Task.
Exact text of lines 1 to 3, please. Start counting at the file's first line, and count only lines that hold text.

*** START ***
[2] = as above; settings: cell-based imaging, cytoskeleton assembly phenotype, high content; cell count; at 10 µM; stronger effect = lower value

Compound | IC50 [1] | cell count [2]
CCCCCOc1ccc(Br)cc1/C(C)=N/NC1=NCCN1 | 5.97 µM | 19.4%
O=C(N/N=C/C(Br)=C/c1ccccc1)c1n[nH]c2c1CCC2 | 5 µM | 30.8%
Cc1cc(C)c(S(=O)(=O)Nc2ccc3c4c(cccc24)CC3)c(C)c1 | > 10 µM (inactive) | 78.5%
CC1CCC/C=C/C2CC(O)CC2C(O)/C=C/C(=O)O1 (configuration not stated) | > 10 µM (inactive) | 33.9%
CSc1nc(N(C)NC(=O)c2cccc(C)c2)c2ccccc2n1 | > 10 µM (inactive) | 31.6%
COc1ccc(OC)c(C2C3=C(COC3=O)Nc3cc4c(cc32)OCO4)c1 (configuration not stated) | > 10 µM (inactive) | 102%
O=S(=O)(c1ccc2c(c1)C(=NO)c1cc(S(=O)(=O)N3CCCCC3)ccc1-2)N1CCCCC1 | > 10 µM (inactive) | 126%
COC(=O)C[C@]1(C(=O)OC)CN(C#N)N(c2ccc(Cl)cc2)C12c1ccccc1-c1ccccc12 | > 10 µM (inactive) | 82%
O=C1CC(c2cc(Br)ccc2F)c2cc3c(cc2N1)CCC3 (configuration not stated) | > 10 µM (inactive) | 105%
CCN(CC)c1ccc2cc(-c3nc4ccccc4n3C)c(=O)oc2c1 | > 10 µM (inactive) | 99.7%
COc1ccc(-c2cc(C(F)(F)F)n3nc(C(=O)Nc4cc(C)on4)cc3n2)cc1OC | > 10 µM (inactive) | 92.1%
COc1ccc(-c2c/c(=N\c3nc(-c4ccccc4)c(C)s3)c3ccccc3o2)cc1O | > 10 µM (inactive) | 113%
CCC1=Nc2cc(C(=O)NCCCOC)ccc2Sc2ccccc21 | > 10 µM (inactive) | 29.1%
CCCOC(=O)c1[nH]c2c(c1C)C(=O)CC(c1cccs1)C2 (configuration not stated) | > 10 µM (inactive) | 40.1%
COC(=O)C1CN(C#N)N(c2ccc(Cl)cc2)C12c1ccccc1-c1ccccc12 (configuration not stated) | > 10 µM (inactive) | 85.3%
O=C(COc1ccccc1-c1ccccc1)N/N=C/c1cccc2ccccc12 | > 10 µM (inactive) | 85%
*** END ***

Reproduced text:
[2] = as above; settings: cell-based imaging, cytoskeleton assembly phenotype, high content; cell count; at 10 µM; stronger effect = lower value

Compound | IC50 [1] | cell count [2]
CCCCCOc1ccc(Br)cc1/C(C)=N/NC1=NCCN1 | 5.97 µM | 19.4%